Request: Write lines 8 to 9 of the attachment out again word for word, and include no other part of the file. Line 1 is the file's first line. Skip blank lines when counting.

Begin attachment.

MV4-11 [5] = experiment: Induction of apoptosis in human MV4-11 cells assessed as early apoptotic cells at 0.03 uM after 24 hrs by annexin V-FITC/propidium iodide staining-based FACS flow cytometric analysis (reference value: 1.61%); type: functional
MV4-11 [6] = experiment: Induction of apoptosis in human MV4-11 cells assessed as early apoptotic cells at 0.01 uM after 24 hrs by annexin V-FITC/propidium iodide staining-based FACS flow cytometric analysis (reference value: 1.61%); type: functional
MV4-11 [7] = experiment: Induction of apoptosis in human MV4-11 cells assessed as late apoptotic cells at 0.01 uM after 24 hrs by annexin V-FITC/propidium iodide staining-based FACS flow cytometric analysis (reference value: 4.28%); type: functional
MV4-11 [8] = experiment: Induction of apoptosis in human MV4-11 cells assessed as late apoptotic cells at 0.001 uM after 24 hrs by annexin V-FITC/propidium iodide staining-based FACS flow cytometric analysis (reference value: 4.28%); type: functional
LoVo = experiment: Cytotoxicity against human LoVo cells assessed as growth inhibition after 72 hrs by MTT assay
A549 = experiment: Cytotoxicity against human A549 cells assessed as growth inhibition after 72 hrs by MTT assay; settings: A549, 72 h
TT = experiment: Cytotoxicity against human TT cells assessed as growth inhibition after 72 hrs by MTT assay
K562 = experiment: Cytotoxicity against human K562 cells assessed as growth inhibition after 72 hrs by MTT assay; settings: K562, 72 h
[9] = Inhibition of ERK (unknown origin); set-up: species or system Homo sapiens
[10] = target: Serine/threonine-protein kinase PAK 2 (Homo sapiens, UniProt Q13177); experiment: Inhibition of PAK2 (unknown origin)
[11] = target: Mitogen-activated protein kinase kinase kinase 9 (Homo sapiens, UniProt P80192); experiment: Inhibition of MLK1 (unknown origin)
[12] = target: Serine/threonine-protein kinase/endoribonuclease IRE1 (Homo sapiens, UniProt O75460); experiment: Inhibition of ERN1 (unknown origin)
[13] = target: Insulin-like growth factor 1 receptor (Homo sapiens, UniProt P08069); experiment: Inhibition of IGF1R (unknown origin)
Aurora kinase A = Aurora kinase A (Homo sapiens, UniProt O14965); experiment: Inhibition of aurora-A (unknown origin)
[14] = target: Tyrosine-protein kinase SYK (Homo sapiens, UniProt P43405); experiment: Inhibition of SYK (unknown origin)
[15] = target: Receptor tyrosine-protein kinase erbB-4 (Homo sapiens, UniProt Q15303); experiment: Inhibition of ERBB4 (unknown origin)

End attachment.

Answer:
K562 = experiment: Cytotoxicity against human K562 cells assessed as growth inhibition after 72 hrs by MTT assay; settings: K562, 72 h
[9] = Inhibition of ERK (unknown origin); set-up: species or system Homo sapiens